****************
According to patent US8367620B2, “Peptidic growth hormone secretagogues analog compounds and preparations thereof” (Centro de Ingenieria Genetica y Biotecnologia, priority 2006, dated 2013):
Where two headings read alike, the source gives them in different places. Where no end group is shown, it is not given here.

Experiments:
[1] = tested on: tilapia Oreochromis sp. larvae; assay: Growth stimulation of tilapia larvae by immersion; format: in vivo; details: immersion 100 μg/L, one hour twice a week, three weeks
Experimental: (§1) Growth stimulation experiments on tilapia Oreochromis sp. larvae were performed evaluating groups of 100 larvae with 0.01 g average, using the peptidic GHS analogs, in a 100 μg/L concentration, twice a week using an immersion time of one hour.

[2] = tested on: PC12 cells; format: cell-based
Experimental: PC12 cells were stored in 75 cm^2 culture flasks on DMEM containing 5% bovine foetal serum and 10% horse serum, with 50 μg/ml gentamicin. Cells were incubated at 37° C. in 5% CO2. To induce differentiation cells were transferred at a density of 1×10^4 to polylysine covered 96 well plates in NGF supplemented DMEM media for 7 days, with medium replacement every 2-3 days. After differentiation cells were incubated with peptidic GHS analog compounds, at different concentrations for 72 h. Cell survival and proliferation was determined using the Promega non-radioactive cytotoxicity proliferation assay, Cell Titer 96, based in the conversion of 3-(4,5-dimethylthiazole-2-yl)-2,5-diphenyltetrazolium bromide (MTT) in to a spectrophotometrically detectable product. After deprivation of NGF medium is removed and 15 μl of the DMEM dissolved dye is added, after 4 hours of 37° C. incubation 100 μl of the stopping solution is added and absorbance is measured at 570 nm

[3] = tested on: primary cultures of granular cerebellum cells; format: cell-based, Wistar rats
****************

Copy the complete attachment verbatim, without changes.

According to patent US8367620B2, “Peptidic growth hormone secretagogues analog compounds and preparations thereof” (Centro de Ingenieria Genetica y Biotecnologia, priority 2006, dated 2013):
Where two headings read alike, the source gives them in different places. Where no end group is shown, it is not given here.

Experiments:
[1] = tested on: tilapia Oreochromis sp. larvae; assay: Growth stimulation of tilapia larvae by immersion; format: in vivo; details: immersion 100 μg/L, one hour twice a week, three weeks
Experimental: (§1) Growth stimulation experiments on tilapia Oreochromis sp. larvae were performed evaluating groups of 100 larvae with 0.01 g average, using the peptidic GHS analogs, in a 100 μg/L concentration, twice a week using an immersion time of one hour.

[2] = tested on: PC12 cells; format: cell-based
Experimental: PC12 cells were stored in 75 cm^2 culture flasks on DMEM containing 5% bovine foetal serum and 10% horse serum, with 50 μg/ml gentamicin. Cells were incubated at 37° C. in 5% CO2. To induce differentiation cells were transferred at a density of 1×10^4 to polylysine covered 96 well plates in NGF supplemented DMEM media for 7 days, with medium replacement every 2-3 days. After differentiation cells were incubated with peptidic GHS analog compounds, at different concentrations for 72 h. Cell survival and proliferation was determined using the Promega non-radioactive cytotoxicity proliferation assay, Cell Titer 96, based in the conversion of 3-(4,5-dimethylthiazole-2-yl)-2,5-diphenyltetrazolium bromide (MTT) in to a spectrophotometrically detectable product. After deprivation of NGF medium is removed and 15 μl of the DMEM dissolved dye is added, after 4 hours of 37° C. incubation 100 μl of the stopping solution is added and absorbance is measured at 570 nm

[3] = tested on: primary cultures of granular cerebellum cells; format: cell-based, Wistar rats